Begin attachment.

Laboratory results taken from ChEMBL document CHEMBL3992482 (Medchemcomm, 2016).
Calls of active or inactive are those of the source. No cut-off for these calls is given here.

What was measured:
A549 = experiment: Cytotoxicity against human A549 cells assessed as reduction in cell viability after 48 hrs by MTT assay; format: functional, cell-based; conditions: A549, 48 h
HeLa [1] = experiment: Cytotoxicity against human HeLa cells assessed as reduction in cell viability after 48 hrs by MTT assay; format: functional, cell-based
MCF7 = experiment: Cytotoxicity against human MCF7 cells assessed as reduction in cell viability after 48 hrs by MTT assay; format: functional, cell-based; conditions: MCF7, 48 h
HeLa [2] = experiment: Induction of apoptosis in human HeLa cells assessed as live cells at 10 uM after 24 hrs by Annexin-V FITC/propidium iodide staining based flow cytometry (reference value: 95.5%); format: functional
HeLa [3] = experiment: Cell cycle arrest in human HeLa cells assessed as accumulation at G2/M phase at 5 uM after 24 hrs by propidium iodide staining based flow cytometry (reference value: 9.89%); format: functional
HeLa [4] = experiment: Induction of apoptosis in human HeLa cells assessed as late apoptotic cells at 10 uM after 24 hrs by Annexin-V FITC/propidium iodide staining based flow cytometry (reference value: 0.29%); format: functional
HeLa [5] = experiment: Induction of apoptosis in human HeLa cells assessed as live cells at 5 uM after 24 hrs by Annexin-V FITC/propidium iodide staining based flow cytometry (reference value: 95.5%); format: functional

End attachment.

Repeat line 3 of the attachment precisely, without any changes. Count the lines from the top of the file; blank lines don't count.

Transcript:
What was measured: